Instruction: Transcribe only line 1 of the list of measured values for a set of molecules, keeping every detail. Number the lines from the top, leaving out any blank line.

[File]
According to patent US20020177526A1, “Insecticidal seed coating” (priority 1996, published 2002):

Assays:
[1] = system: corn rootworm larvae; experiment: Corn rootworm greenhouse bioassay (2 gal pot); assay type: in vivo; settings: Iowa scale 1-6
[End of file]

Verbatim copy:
According to patent US20020177526A1, “Insecticidal seed coating” (priority 1996, published 2002):